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By Andrew Mach
When Hurricane Katrina struck, Leah Chase was the chef and co-owner of the legendary New Orleans restaurant, Dooky Chase, a landmark in the city’s oldest black neighborhood. Chase saw her business, home and virtually everything she owned wash away, but…
By PBS NewsHour
Hurricane Katrina displaced hundreds of thousands of residents of New Orleans and many never returned. For the past decade, filmmaker Rennik Soholt has followed the lives of several families who fled. Now, hear the personal stories of two former New…
The fact that many people died in the floods because they wouldn't leave their animals behind -- as well as the sight of hundreds of abandoned cats and dogs after the flood waters receded -- prompted major changes to state…
By William Brangham
Hurricane Katrina scattered thousands of Gulf Coast children nationwide. A decade later, are children in foster care safer in the event of a disaster?…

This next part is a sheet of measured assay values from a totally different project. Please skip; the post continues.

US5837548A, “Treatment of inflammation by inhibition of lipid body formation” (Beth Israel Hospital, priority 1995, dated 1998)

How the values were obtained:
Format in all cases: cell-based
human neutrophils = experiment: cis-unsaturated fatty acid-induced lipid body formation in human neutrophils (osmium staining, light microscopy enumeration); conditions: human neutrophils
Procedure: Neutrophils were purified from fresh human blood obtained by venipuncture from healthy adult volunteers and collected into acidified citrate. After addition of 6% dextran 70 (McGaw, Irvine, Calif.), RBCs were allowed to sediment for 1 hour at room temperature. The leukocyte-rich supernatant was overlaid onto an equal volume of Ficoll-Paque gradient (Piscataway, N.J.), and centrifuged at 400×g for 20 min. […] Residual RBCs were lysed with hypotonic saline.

By Laura Santhanam
The Mount Nebo Bible Baptist Church in the Lower Ninth Ward of New Orleans was destroyed by Hurricane Katrina. As members of the neighborhood slowly return, Rev. Charles Duplessis leads church services and bible study in his own living room,…
Ten years ago, New Orleans public schools were headed for academic rock bottom. And then Hurricane Katrina came, a disaster so devastating that it offered the rare opportunity to start over. Charter schools, empowered to take over, have raised test…
By Jed Horne
Ten years later, New Orleans provides revealing lessons on the role business and economics did and — and didn’t — play in the city’s now notably vigorous recovery.
By Gwen Ifill
NEW ORLEANS -- When I set off for New Orleans to help cover the 10th anniversary of Hurricane Katrina this week, I confess I expected to bear witness to remarkable rejuvenation.
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